Vitamins: to “D” or not to “D”

by 21 Jul 2009

With recent skin cancer prevention cam paigns resulting in greater awareness and, therefore, more people sensibly limiting their sun exposure, there is some debate now turning to what benefits we may now be miss ing out on by not getting enough sun. By this people are generally referring to vitamin D, be cause studies continue to show that vitamin D deficiency is surprisingly a common prob lem in Australia.

Vitamin D is, in fact, more correctly a pre- hormone rather than a vitamin. Humans have two ways of getting vitamin D. One is by the ingestion of vitamin D-rich foods such as fatty fish and their oils (such as cod liver oil), eggs, liver, and vitamin D-fortified foods such as mar garine. This, however, accounts for only a small proportion of our vitamin D requirements.

More important is that which is produced in our skin itself in response to sun exposure. A derivative of cholesterol that is found in the outer layers of the skin is converted by ultra violet B rays from the sun (the same rays that also cause the majority of skin cancers) into vitamin D3, which eventually gets converted first by the liver, followed by the kidneys, into the active form of vitamin D required through out our bodies.

Two factors influence this production. One is how much sun exposure the skin receives – the result of not only how much skin is un covered and the amount of time spent in the sun, but also what the season is, the distance from the equator, and even how much cloud cover or air pollution there is on any given day.

The other important factor is how dark the skin is. This is because darker skinned peo ple require more sun exposure for the ultravi olet B rays to get in and do their job. It follows, then, that certain people are at higher risk of vitamin D deficiency: dark-skinned people (es pecially from Africa and Asia), those who cover their skin for cultural and religious reasons, breastfed babies of vitamin D-deficient moth ers (there have been a number of recent cases of infant rickets throughout Australia), the housebound or institutionalised, and the eld erly (more information on this group below).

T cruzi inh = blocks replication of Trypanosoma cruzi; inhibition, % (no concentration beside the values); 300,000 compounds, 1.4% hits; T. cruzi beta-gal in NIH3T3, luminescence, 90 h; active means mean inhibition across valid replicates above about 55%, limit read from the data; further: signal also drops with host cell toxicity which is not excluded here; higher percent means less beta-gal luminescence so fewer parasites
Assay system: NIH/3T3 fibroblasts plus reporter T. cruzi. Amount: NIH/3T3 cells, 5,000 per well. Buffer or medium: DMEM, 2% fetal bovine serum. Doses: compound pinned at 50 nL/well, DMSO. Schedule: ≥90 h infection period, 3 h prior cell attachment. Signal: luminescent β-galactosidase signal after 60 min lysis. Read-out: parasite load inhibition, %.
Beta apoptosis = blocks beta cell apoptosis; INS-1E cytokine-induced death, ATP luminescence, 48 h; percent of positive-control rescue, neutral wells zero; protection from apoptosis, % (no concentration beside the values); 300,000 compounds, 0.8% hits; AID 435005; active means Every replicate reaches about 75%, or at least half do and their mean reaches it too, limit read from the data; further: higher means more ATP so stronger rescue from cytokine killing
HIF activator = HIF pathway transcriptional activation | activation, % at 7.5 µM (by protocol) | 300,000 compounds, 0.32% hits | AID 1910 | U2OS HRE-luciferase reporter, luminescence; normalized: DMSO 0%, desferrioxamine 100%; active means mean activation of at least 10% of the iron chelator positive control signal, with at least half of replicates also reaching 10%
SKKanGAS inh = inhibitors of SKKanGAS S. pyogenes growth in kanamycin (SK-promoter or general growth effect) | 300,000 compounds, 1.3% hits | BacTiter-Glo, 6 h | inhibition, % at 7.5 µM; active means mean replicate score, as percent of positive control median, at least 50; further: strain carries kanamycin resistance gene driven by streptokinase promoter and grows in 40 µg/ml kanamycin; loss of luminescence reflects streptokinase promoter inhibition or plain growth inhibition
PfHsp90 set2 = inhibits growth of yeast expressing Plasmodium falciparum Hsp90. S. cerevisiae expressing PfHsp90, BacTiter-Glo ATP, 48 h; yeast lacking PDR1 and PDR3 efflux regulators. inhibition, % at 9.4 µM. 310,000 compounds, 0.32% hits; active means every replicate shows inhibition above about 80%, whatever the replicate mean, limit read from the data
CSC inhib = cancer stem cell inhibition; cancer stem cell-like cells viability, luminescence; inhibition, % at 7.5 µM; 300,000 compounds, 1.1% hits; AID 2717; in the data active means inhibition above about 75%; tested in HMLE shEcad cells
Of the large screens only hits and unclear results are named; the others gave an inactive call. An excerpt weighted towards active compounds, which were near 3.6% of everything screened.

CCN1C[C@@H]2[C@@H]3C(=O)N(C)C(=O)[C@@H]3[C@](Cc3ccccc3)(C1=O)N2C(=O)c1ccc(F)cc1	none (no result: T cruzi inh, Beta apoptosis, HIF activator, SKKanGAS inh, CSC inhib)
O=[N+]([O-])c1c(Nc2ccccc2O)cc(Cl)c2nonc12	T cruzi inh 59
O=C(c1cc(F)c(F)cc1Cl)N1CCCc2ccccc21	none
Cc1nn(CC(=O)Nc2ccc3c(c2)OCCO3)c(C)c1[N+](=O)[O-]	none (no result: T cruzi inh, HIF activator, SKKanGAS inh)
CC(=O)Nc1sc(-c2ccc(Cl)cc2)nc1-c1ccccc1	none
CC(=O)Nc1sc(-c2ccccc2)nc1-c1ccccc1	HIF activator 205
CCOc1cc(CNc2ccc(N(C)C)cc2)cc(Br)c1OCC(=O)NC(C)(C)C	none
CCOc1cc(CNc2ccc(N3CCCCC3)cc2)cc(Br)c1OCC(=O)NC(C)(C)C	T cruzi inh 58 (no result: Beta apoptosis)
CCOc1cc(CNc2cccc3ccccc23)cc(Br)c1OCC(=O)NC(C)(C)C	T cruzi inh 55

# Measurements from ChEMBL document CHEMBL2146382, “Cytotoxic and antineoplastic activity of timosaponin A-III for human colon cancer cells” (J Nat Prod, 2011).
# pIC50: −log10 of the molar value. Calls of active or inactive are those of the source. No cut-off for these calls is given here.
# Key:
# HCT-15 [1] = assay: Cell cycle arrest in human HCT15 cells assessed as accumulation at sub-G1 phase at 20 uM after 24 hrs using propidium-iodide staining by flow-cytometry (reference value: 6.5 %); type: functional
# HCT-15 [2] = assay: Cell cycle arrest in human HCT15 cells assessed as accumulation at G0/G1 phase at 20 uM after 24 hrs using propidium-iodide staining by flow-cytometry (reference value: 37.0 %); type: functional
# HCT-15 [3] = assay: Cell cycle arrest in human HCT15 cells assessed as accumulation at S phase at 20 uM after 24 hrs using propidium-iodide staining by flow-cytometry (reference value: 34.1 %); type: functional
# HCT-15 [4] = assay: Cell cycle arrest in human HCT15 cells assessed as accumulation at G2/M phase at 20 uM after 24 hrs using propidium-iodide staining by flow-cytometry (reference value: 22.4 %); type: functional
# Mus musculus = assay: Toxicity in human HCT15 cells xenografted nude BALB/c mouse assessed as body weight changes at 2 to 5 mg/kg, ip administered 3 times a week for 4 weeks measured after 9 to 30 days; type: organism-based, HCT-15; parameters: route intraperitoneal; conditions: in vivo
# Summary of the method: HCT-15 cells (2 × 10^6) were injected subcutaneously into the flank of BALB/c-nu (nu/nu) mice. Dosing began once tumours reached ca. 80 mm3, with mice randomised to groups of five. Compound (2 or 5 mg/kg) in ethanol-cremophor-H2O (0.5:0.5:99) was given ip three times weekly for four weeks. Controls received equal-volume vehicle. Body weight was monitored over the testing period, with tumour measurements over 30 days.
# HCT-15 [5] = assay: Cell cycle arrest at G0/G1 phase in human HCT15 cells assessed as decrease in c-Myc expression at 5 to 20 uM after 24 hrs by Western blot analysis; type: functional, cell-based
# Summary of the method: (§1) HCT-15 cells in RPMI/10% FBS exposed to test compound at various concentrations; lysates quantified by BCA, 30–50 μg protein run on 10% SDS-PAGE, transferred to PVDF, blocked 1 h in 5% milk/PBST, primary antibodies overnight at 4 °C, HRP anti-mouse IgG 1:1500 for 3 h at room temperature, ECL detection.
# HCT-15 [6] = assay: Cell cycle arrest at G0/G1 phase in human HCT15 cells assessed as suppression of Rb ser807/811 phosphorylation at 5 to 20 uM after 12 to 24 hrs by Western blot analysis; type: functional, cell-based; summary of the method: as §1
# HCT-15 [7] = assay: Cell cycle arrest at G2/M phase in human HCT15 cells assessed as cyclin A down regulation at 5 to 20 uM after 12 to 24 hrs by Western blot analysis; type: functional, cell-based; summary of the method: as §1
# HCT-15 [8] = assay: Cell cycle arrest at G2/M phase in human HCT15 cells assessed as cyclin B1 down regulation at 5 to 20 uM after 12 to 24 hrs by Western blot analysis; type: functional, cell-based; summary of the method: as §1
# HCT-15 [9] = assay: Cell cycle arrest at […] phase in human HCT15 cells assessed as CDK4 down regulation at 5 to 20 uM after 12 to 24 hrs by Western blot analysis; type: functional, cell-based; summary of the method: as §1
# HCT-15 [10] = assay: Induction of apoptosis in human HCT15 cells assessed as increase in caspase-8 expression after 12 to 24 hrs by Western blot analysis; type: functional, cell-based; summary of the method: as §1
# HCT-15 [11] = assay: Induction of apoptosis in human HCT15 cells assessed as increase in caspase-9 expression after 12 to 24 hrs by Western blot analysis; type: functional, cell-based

There is a limit, however, because the more your skin is exposed doesn’t necessarily re sult in more vitamin D production. In fact after an adequate amount of skin exposure, any ex cess vitamin D3 produced is simply immedi ately degraded.

This means that once the required amount of vitamin D has been produced, any extra ex posure to ultraviolet B is simply contributing to increasing the risk of skin cancer. So it is, therefore, difficult to determine exactly how much sun exposure is required for a given in dividual simply because of the number of different factors to take into account.

Guidelines, however, suggest that fair- skinned people in the southern parts of Aus tralia generally require about 15 minutes of sun exposure outside of peak UV times three times a week in summer, and about two to three hours of exposure a week in winter. Those with dark skin, however, may require up to six times that amount!

But why exactly is it a problem? What does vitamin D actually do? The most widely known function of vitamin D is its role in bone miner alisation. Because it increases the intestinal absorption of calcium, as well as the transport of calcium into bone cells, deficiency can re sult in bone-softening diseases such as rick ets in children, and osteoporosis in adults. As sociated with this is its role in the function of the large muscle groups controlling the limbs, such that a deficiency leads not just to mus cle aches and weakness, but poorer balance and more falls.

So checking vitamin D levels, particularly as people age and in those at high risk, is like ly to become a more common part of people’s routine blood testing (just as it is for choles terol and blood sugar). It is, however, impor tant to realise that the use of sun protection measures (such as “slip, slop, slap”) during peak UV times does not impact on getting enough sun exposure in order to maintain ad equate vitamin D levels.

As such, consistent and deliberate sun ex posure without any form of sun protection is not recommended, even in those whose lev els are sub-optimal ... the problem being that too much sun may result in skin cancer, or a person may not get enough vitamin D anyway because of a lack of skin production.

Instead, an oral vitamin D3 supplement, in doses advised by a doctor based on the severity of the deficiency, are both cheap and effective, as well as carrying no risk of skin cancer at all.

By Dr Benson Riddle, head of department, Peak Health Medical Services. info@peakhealth.com.au. www.peakhealth.com.au